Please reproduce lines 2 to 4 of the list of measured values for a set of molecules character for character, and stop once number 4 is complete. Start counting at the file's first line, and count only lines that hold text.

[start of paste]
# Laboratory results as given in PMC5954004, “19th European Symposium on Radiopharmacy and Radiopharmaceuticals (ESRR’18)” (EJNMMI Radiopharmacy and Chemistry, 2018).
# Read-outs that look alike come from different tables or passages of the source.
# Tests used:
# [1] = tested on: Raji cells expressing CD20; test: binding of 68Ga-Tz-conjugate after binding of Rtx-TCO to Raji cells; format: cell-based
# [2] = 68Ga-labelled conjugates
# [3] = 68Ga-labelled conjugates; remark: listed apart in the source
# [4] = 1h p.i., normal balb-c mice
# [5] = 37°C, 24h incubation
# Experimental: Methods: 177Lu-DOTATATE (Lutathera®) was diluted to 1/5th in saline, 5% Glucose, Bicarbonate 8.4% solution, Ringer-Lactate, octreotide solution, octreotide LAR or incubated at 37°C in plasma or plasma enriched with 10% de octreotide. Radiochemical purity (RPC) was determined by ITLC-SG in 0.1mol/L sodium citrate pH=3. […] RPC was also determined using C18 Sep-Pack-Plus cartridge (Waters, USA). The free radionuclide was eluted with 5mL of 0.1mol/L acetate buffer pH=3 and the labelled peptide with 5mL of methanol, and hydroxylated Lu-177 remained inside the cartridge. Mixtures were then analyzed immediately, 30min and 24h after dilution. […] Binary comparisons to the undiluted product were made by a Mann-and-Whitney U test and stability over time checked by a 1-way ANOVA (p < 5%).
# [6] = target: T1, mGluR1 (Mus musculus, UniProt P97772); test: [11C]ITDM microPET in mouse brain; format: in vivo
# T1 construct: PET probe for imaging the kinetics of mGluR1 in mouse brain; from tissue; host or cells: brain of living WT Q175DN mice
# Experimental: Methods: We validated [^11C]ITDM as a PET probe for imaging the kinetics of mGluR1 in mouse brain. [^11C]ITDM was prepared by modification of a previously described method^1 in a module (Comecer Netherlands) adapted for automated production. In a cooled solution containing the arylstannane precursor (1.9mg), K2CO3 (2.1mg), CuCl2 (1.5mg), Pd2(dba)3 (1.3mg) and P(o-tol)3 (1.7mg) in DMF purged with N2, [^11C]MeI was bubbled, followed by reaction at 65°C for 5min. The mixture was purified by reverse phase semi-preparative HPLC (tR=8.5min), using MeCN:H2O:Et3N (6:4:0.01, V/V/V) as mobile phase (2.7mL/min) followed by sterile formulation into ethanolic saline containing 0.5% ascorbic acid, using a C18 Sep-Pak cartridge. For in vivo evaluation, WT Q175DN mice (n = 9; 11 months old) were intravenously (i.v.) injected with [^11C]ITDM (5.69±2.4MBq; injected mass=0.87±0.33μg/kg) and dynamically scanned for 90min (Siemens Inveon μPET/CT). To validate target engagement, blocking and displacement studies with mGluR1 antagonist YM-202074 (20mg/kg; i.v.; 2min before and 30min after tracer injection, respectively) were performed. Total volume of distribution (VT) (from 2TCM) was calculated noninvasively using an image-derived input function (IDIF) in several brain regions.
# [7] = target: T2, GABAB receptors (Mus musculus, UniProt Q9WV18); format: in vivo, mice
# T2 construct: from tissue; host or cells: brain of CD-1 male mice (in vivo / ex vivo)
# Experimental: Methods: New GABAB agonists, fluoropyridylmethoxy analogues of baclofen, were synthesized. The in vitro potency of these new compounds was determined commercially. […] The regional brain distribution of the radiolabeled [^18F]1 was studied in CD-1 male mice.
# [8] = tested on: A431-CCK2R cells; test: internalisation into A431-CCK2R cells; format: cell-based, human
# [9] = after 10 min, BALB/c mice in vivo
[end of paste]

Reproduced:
# Read-outs that look alike come from different tables or passages of the source.
# Tests used:
# [1] = tested on: Raji cells expressing CD20; test: binding of 68Ga-Tz-conjugate after binding of Rtx-TCO to Raji cells; format: cell-based